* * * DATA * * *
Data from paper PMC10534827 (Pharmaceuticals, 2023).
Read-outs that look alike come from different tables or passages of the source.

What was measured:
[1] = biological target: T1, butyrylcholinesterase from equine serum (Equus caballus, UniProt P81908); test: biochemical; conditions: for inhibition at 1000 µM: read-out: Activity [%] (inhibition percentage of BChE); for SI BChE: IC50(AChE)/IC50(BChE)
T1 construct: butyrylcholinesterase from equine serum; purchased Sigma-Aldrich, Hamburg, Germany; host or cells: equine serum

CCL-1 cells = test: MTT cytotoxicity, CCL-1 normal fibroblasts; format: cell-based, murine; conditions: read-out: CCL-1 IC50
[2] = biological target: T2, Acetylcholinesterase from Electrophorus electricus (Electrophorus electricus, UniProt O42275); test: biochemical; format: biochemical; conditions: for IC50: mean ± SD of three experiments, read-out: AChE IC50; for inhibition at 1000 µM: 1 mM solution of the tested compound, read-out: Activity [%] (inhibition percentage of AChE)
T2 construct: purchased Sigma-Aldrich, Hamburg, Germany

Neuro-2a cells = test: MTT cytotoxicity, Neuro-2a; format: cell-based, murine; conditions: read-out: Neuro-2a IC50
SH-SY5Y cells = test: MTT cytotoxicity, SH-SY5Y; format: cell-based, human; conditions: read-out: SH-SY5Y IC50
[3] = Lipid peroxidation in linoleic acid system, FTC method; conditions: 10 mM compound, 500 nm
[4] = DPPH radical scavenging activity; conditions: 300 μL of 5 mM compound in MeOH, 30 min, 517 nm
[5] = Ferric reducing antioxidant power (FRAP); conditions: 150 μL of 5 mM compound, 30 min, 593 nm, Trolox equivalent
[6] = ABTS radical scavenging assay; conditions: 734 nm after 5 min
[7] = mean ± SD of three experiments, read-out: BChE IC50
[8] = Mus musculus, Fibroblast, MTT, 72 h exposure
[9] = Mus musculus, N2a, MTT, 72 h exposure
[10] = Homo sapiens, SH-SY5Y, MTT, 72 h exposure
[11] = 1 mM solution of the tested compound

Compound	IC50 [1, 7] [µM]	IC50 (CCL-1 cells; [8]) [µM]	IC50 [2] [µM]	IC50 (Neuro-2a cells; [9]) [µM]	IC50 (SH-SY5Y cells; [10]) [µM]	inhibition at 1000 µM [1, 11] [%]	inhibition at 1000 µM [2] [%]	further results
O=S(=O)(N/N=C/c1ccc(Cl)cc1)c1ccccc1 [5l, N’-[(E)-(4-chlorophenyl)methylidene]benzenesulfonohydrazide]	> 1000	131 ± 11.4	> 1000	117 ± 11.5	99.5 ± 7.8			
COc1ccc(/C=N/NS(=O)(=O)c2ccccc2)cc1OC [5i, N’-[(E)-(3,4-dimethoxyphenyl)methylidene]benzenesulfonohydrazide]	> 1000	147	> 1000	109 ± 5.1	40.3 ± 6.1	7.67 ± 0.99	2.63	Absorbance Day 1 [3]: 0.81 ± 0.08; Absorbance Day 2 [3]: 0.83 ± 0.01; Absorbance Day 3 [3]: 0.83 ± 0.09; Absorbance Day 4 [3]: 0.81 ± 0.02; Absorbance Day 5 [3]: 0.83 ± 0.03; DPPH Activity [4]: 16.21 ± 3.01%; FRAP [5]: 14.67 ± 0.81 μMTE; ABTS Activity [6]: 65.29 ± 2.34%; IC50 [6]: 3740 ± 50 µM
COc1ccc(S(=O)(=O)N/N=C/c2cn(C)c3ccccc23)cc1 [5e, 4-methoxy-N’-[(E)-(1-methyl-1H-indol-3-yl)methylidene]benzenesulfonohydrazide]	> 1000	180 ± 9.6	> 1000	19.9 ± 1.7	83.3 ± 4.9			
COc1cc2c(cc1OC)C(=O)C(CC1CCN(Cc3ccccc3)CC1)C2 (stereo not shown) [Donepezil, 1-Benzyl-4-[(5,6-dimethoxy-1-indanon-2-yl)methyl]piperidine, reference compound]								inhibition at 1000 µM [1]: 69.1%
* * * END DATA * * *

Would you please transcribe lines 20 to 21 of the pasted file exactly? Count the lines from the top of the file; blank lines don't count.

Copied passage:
Compound	IC50 [1, 7] [µM]	IC50 (CCL-1 cells; [8]) [µM]	IC50 [2] [µM]	IC50 (Neuro-2a cells; [9]) [µM]	IC50 (SH-SY5Y cells; [10]) [µM]	inhibition at 1000 µM [1, 11] [%]	inhibition at 1000 µM [2] [%]	further results
O=S(=O)(N/N=C/c1ccc(Cl)cc1)c1ccccc1 [5l, N’-[(E)-(4-chlorophenyl)methylidene]benzenesulfonohydrazide]	> 1000	131 ± 11.4	> 1000	117 ± 11.5	99.5 ± 7.8			